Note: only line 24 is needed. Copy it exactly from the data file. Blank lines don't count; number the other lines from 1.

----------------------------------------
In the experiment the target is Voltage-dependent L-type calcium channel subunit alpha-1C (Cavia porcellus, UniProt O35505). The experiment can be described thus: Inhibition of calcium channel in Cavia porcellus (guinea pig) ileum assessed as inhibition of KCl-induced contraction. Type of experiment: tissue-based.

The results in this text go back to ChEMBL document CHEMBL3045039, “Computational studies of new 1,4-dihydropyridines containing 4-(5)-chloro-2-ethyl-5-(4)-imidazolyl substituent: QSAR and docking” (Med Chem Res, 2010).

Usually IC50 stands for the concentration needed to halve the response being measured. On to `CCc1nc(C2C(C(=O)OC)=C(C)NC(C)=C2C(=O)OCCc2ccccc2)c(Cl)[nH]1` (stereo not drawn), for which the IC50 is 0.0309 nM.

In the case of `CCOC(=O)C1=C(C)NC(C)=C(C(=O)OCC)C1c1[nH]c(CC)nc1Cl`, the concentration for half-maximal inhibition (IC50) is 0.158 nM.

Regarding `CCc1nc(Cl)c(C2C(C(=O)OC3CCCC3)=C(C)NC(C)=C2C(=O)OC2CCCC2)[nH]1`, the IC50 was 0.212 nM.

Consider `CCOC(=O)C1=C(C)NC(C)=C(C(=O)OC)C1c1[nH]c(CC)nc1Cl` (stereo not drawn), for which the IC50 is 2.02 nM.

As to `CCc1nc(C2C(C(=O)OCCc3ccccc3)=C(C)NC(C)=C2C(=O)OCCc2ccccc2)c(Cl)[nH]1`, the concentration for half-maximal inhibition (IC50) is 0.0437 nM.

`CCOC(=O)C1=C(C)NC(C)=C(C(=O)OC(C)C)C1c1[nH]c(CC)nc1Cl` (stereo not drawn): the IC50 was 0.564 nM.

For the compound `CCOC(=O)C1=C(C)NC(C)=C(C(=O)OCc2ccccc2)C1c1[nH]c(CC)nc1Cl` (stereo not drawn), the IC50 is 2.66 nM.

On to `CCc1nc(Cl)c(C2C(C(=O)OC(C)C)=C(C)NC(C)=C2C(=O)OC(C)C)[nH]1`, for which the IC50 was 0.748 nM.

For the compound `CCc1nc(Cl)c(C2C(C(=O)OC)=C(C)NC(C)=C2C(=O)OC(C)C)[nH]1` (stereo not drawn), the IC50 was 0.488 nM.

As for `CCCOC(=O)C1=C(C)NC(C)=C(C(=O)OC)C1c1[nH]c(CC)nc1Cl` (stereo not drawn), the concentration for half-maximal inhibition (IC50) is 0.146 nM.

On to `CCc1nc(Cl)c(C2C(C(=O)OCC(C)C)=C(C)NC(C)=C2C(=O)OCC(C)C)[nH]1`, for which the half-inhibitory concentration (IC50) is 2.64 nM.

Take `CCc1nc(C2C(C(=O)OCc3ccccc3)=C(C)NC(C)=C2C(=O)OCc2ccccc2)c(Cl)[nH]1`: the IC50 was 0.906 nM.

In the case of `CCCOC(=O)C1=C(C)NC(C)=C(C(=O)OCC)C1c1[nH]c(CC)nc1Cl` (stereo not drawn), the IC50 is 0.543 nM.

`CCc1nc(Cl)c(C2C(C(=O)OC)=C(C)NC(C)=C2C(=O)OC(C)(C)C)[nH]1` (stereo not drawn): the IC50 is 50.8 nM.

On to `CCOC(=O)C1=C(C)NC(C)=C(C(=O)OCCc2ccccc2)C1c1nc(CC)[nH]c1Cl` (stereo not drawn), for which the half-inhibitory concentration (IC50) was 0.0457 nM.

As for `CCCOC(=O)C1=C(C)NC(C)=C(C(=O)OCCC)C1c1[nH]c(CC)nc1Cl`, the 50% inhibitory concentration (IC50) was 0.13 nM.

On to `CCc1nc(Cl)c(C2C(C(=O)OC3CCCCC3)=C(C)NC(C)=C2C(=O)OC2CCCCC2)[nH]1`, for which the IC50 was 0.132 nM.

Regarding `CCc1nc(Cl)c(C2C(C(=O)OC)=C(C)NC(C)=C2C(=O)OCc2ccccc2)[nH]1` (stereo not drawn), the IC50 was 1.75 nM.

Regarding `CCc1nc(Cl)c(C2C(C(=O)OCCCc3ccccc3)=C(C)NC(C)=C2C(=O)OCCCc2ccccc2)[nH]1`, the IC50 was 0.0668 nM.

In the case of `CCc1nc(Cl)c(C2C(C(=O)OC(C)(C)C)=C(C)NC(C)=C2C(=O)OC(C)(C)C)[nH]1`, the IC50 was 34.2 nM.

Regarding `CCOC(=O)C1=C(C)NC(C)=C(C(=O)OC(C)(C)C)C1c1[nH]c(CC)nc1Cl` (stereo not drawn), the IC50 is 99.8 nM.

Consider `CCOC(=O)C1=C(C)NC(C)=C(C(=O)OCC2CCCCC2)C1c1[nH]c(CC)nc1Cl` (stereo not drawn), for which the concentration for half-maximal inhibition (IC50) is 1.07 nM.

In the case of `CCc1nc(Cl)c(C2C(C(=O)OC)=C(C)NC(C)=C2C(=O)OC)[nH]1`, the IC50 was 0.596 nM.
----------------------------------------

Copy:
Consider `CCOC(=O)C1=C(C)NC(C)=C(C(=O)OCC2CCCCC2)C1c1[nH]c(CC)nc1Cl` (stereo not drawn), for which the concentration for half-maximal inhibition (IC50) is 1.07 nM.